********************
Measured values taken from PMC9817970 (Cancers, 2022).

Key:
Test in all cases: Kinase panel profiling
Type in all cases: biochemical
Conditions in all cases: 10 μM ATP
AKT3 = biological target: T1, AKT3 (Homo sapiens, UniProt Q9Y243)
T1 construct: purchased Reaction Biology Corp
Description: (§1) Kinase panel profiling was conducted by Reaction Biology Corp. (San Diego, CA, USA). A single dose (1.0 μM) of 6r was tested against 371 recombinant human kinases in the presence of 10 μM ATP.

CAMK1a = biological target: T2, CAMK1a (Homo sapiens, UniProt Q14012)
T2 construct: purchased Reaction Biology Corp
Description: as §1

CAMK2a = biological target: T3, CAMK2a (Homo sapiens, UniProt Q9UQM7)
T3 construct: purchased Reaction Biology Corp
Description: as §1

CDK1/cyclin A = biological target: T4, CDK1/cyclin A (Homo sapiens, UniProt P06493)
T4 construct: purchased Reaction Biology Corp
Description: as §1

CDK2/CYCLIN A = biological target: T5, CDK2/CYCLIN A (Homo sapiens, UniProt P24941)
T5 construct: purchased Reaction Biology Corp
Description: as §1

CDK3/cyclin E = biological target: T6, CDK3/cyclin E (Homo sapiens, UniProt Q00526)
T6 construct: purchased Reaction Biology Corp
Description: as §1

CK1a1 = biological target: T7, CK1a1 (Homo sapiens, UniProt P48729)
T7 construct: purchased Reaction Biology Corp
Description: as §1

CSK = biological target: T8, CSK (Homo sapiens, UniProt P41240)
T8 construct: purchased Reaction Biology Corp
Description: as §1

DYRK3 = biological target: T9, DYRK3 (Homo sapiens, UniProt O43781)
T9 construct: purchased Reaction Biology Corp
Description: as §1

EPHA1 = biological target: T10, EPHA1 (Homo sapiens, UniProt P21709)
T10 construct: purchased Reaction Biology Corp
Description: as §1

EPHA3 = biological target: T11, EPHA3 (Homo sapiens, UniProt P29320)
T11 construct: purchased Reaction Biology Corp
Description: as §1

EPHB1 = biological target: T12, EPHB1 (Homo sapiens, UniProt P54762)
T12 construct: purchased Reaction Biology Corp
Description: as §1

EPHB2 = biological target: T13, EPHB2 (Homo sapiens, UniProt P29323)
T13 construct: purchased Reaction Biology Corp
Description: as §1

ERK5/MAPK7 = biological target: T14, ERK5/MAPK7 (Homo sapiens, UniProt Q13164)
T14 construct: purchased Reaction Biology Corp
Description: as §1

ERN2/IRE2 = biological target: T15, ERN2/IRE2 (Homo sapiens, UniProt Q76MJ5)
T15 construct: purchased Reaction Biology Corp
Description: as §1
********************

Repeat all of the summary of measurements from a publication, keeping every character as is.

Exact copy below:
Measured values taken from PMC9817970 (Cancers, 2022).

Key:
Test in all cases: Kinase panel profiling
Type in all cases: biochemical
Conditions in all cases: 10 μM ATP
AKT3 = biological target: T1, AKT3 (Homo sapiens, UniProt Q9Y243)
T1 construct: purchased Reaction Biology Corp
Description: (§1) Kinase panel profiling was conducted by Reaction Biology Corp. (San Diego, CA, USA). A single dose (1.0 μM) of 6r was tested against 371 recombinant human kinases in the presence of 10 μM ATP.

CAMK1a = biological target: T2, CAMK1a (Homo sapiens, UniProt Q14012)
T2 construct: purchased Reaction Biology Corp
Description: as §1

CAMK2a = biological target: T3, CAMK2a (Homo sapiens, UniProt Q9UQM7)
T3 construct: purchased Reaction Biology Corp
Description: as §1

CDK1/cyclin A = biological target: T4, CDK1/cyclin A (Homo sapiens, UniProt P06493)
T4 construct: purchased Reaction Biology Corp
Description: as §1

CDK2/CYCLIN A = biological target: T5, CDK2/CYCLIN A (Homo sapiens, UniProt P24941)
T5 construct: purchased Reaction Biology Corp
Description: as §1

CDK3/cyclin E = biological target: T6, CDK3/cyclin E (Homo sapiens, UniProt Q00526)
T6 construct: purchased Reaction Biology Corp
Description: as §1

CK1a1 = biological target: T7, CK1a1 (Homo sapiens, UniProt P48729)
T7 construct: purchased Reaction Biology Corp
Description: as §1

CSK = biological target: T8, CSK (Homo sapiens, UniProt P41240)
T8 construct: purchased Reaction Biology Corp
Description: as §1

DYRK3 = biological target: T9, DYRK3 (Homo sapiens, UniProt O43781)
T9 construct: purchased Reaction Biology Corp
Description: as §1

EPHA1 = biological target: T10, EPHA1 (Homo sapiens, UniProt P21709)
T10 construct: purchased Reaction Biology Corp
Description: as §1

EPHA3 = biological target: T11, EPHA3 (Homo sapiens, UniProt P29320)
T11 construct: purchased Reaction Biology Corp
Description: as §1

EPHB1 = biological target: T12, EPHB1 (Homo sapiens, UniProt P54762)
T12 construct: purchased Reaction Biology Corp
Description: as §1

EPHB2 = biological target: T13, EPHB2 (Homo sapiens, UniProt P29323)
T13 construct: purchased Reaction Biology Corp
Description: as §1

ERK5/MAPK7 = biological target: T14, ERK5/MAPK7 (Homo sapiens, UniProt Q13164)
T14 construct: purchased Reaction Biology Corp
Description: as §1

ERN2/IRE2 = biological target: T15, ERN2/IRE2 (Homo sapiens, UniProt Q76MJ5)
T15 construct: purchased Reaction Biology Corp
Description: as §1